INTERVIEW: The Welcome Party | NARC. | Reliably Informed | Music and Creative Arts News for Newcastle and the North East

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As the ambient chords that open The Welcome Party’s debut EP Always Winter swell like sea surf into a crescendo, it’s immediately clear that the Newcastle four-piece have produced an ambitious, meticulously crafted first offering that has been well worth the wait. The instrumental introduction incorporates both the light and shadow that defines The Welcome Party, setting the mood for a record that has been six months in the making.

“We’ve all been involved in a variety of projects in the past, but I personally had wanted to do this sort of stuff for a very long time,” explains vocalist/guitarist Jamie Thomas.

Recorded, mixed and mastered with technical wizard Chris McManus at Blank Studios, Always Winter was originally meant to be done and dusted within two months, though the process became somewhat fragmented along the way due to track changes and the addition of Josh Sercombe on guitar. “We started writing the EP around July 2015,” says Thomas. “It may have been fragmented but it’s been the most rewarding experience I’ve had in making a record. When things take a lot of time it’s easy to start questioning everything you’re doing, but then once it starts taking shape, you’re desperate for more time to iron out the creases. We’ve learnt an awful lot from this record, and we’re extremely happy with how things have turned out.”

our music does make it easier to take a more honest and sometimes darker approach when it comes to the songwriting

Good things don’t tend to come easy, and if anything the extra breathing space has allowed The Welcome Party to produce a stunning debut that is perfectly representative of their multi-faceted sound. The influence of both The National and Interpol (cited by Thomas) is apparent throughout, though not in a derivative manner: in the swooping yet understated drama of the record, its lush and often melancholic textures and particularly in Thomas’ Paul Banks-esque baritone style vocal. His vocal is nothing short of sublime, driving each track without being overpowering, particularly on stand-out Sour Days where it glides compassionately over atmospheric guitars. “Sour Days is quite airy and ambient in terms of instrumentation, but then takes a step up to our heavier, more shoegaze side.”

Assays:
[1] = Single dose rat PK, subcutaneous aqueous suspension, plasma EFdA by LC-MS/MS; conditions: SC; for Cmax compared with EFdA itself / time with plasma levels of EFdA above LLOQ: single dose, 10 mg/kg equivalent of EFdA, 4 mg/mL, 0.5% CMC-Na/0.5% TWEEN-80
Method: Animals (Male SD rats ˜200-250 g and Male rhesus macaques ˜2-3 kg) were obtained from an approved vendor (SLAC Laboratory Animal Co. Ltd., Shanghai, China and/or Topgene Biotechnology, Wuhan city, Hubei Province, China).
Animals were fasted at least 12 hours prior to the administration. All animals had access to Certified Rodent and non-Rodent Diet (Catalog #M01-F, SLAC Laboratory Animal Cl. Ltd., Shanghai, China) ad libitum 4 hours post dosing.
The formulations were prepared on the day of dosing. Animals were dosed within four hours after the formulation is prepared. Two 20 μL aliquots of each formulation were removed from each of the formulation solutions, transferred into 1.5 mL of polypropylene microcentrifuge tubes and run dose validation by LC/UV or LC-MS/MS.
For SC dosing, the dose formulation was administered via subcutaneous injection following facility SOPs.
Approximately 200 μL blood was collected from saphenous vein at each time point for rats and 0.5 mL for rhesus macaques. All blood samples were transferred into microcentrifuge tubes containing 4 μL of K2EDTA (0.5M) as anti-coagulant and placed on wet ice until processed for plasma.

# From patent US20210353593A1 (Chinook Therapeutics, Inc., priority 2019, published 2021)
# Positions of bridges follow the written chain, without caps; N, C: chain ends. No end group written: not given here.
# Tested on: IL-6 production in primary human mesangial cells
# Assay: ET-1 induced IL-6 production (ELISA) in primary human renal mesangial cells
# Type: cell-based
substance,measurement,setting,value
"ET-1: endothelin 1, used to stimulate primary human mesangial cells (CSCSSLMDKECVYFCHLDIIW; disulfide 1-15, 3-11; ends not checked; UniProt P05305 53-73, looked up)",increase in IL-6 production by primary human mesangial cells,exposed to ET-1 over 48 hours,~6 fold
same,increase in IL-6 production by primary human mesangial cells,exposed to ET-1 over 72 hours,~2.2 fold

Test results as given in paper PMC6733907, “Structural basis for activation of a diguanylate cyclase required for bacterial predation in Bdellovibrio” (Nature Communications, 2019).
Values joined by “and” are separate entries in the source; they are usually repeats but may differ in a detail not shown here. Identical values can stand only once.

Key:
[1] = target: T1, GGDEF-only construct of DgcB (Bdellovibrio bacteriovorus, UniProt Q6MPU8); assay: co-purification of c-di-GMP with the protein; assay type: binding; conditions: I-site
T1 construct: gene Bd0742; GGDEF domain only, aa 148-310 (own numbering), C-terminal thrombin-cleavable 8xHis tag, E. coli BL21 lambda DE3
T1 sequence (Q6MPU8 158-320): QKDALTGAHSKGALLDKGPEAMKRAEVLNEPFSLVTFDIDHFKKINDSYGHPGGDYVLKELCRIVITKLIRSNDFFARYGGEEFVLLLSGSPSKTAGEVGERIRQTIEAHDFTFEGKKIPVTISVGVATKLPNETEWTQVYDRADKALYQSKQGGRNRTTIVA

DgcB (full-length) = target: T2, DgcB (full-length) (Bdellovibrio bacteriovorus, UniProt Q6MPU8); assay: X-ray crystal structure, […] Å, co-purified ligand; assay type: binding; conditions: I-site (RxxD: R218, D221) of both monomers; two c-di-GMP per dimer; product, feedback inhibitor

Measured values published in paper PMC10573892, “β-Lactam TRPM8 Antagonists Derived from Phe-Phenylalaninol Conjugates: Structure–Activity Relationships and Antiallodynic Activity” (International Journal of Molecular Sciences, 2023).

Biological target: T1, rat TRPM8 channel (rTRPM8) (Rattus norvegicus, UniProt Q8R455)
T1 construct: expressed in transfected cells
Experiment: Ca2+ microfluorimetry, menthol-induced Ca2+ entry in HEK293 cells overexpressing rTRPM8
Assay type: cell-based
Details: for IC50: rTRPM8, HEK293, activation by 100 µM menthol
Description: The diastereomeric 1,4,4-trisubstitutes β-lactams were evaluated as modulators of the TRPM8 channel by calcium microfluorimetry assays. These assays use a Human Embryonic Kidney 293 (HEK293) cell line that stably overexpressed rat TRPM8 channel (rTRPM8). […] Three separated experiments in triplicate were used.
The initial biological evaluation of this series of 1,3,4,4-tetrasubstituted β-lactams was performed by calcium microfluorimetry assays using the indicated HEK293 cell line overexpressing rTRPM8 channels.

Lyrically, The Welcome Party tend to verge upon the pessimistic, though on tracks such as recent single Where We Go, any negativity is offset by a sense of hope projected in its soaring, anthemic nature. “We do get tagged as ‘dark’ and ‘melancholic’ which I suppose does suit, but it’s not all doom and gloom I assure you,” laughs Thomas. “I am aware that the lyrical topics present quite a bleak and pessimistic view of the world – whether that relates to personal relationships, social insecurities or musical aspirations. I’m not necessarily always so bleak in person, but our music does make it easier to take a more honest and sometimes darker approach when it comes to the songwriting. I would just like to think we’ve come out with a record that both cements who we are right now, and also gives an indication of what is to come. Not one of these songs are completely representative of The Welcome Party, but I hope the EP as a whole provides a worthwhile introduction to what we do.”

The Welcome Party release the Always Winter EP on 3rd June, followed by a launch show at The Cluny 2, Newcastle on Saturday 4th June.

 

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